A 3.5-Inch Group at 850 Yards? Tikka’s Amazing T3X TAC A1 6.5 – Full Review.
Normally, I am a buy American kind of guy. I drive a Ford truck, I drink Coors, and go out of my way to buy work boots made in the USA. Sometimes, however, we want something a little bit exotic. Maybe not Thai ladyboy exotic, but exotic like English shotguns or high-end Scotch. A Finnish rifle is like that for me.
You have to respect a country that gave a beat down twice to the Soviet Union, and once to the Germans, in the same war. Also, I tend to have a lot of faith in rifles or tools built in a country that extends over the Arctic Circle as long as their national sport isn’t drinking vodka while starving peasants. If you make bad hunting tools in the Caribbean, you eat coconuts instead. If you make bad hunting tools in the frozen north, you starve to death.
This is the part where if I had a gun I was lukewarm about, I would wax eloquent about the history of Finns shooting people and braving nature for 600 words so I didn’t have to address the actual object of review. Fortunately for me, I don’t have to. The Tikka T3X TAC A1 is quite possibly the most impressive rifle I have ever picked up. And I have shot a couple rifles in my day.
- Chambering: 6.5 Creedmoor
- Barrel: 24-inch variants
- Twist Rate: 1:8
- OA Length: 43.8 inches
- Weight: 10.8 pounds
- Stock: Chassis
- Sights: None
- Action: Bolt
- Finish: Matte-black
- MSRP: $1,899
Just a couple of years ago, you would need $4,000 just to buy a chassis system for your existing rifle, if you had one of the few that would fit. The TAC A1 comes out of the box dressed for success, with an extremely well thought out chassis. The buttstock is adjustable for length of pull by inserting spacers, and includes enough options of stacking to make this fit anyone. The spacers are held in by man-sized bolts, which eliminate any movement once you are tightened down. You can also adjust the position and cant of the toe of the stock if you are so inclined, which again bolts down incredibly solid. Included on the toe is a three-slot Picatinny rail, ready to go to work if you like a monopod in the rear. No judgment to your personal tastes if you are so inclined. The comb height is adjustable, with a cutaway section for removing the bolt.
No need to do Tetris or collapse the comb for disassembly. I very much approve the securing set up. This is a weak point on many stocks with an adjustable comb, including both traditional style and chassis systems. There is nothing worse than having your cheek riser collapse in the middle of a trigger pull on an 800-yard shot. The Tikka has a unique set up of bolts that have been radiused, large knurled nuts for finger loosening, and steel retaining rings to ensure those nuts can’t fall off and become lost. The tolerances are so tight on this set up that you go from sloppy loose to as tight as hands can torque in three turns. Absolutely brilliant.
The stock is an aluminum skeleton to save on weight, with four built-in sling attachment points for whatever style you run. The aluminum ends in a steel castle nut, the same as an AR-15. If for some reason you don’t like the Tikka stock, you can replace it with any AR stock you care for. The castle nut is steel, and attaches to the other incredible chunk of engineering in the rear of the rifle- the folding section of the buttstock. This was not so long ago a segment of the market fully owned by Accuracy International, no one else built a folder that locked up solid enough for a precision gun. Tikka has definitely met that challenge, this device locks up like a bank vault. The hinge is entirely steel for durability and opens with a simple button press on top. It locks in the fully open position as well as the closed, a real finger saver.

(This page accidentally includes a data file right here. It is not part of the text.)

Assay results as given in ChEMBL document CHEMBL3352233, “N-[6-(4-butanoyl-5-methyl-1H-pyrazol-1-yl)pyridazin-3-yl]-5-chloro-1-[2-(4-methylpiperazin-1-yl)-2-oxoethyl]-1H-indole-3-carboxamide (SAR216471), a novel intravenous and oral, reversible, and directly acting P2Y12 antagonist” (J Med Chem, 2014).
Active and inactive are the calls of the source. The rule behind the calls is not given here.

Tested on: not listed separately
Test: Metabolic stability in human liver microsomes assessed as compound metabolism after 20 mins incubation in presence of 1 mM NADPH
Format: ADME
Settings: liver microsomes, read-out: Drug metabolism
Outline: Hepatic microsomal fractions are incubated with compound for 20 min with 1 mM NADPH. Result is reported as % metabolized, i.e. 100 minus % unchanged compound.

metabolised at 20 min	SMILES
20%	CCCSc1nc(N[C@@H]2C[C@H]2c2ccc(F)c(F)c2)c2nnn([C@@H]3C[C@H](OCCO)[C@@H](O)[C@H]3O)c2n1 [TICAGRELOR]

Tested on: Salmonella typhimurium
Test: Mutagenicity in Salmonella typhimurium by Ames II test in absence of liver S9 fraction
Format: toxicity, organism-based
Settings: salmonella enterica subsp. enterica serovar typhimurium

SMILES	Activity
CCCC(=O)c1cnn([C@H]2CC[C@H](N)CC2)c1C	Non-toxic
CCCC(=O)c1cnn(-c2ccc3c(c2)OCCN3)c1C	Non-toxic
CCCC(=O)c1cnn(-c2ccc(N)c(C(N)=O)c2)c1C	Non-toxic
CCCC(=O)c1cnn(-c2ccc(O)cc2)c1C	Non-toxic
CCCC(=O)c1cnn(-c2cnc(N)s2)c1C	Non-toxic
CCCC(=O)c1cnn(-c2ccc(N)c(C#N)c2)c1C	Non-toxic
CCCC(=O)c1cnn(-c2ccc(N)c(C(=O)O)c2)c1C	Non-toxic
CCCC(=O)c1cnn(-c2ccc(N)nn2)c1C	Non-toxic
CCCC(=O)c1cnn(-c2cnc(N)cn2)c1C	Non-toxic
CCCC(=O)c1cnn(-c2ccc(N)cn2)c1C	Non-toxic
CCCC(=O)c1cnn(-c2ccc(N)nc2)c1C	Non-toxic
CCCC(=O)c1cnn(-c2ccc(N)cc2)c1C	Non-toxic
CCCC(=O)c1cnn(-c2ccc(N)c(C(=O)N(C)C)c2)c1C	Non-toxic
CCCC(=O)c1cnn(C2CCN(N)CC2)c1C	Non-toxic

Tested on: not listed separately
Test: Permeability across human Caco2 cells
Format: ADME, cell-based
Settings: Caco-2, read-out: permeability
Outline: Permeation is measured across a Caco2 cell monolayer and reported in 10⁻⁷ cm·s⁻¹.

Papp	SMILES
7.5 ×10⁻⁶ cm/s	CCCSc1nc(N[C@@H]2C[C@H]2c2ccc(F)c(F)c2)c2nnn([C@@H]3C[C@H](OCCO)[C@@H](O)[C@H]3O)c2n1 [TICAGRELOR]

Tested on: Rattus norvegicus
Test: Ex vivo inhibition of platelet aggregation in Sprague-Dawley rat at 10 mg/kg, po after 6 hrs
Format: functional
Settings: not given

The action is steel embedded in an aluminum chassis. It offers the slim lines and streamlined feel you would expect from a high-end bolt gun. There is enough gun to feel like a gun, and no excess. This model offers a 3 position safety, which operates incredibly smoothly. Simply by depressing the bolt release while the gun is on safe, you can extract a round from the chamber without ever needing to put the weapon on fire. Not a feature I would have been a die hard about, but a change from previous Tikka models.
The real brilliance here is the adjustment point. There is a hole in the magazine well that offers access to the trigger adjustment without needing to disassemble the weapon. It feels a little strange, adjusting an Allen key you can’t see. And it is a little tight to get into, don’t expect more than a ¼ turn at a time. But it works, and you probably only need to adjust it once. The Allen key is captured, so there is no danger of pulling it all the way out by accident. A marvel of machining. Once mine was adjusted down as light as it would go, I was shocked by how fantastic the trigger is. It features a small amount of no pressure take up, and then breaks like an Al Qaeda finger under interrogation. Which means by accident maybe? No, it breaks so clean it is guaranteed to put a smile on your face. I hope no one was planning on retiring off of aftermarket Tikka triggers. There is no need.The bolt moves like ball bearings on glass; that is to say smooth. I would easily compare the movement to any custom bolt action I have ever shot. This is one you just have to feel to believe. The craftsmanship here is a sight to behold, not a millimeter of tightness until the bolt completes its travel. It locks closed with the lightest of touches, and the pressure needed to unlock the bolt is, for lack of a more descriptive term, perfect. The trigger is far better than I would have believed at this price point as well. Mine came out of the box at a crisp 4 pounds, but is user-adjustable down to 2. My trigger gauge actually says 1.8 pounds, but it was made by the lowest bidder.